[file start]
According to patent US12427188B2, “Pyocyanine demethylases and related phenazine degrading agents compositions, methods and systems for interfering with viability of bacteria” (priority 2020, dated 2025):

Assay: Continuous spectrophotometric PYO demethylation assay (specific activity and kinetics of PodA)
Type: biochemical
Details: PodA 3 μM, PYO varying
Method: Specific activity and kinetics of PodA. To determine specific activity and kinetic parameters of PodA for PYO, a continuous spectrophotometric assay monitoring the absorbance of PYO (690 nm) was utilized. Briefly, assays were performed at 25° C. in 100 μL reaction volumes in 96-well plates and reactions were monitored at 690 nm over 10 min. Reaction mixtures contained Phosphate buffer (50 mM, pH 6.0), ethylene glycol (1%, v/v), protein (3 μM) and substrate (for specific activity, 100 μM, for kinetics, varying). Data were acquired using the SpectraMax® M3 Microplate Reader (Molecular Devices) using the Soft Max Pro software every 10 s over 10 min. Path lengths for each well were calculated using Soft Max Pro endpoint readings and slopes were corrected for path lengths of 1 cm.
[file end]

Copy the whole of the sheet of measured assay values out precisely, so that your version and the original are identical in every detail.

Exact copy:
According to patent US12427188B2, “Pyocyanine demethylases and related phenazine degrading agents compositions, methods and systems for interfering with viability of bacteria” (priority 2020, dated 2025):

Assay: Continuous spectrophotometric PYO demethylation assay (specific activity and kinetics of PodA)
Type: biochemical
Details: PodA 3 μM, PYO varying
Method: Specific activity and kinetics of PodA. To determine specific activity and kinetic parameters of PodA for PYO, a continuous spectrophotometric assay monitoring the absorbance of PYO (690 nm) was utilized. Briefly, assays were performed at 25° C. in 100 μL reaction volumes in 96-well plates and reactions were monitored at 690 nm over 10 min. Reaction mixtures contained Phosphate buffer (50 mM, pH 6.0), ethylene glycol (1%, v/v), protein (3 μM) and substrate (for specific activity, 100 μM, for kinetics, varying). Data were acquired using the SpectraMax® M3 Microplate Reader (Molecular Devices) using the Soft Max Pro software every 10 s over 10 min. Path lengths for each well were calculated using Soft Max Pro endpoint readings and slopes were corrected for path lengths of 1 cm.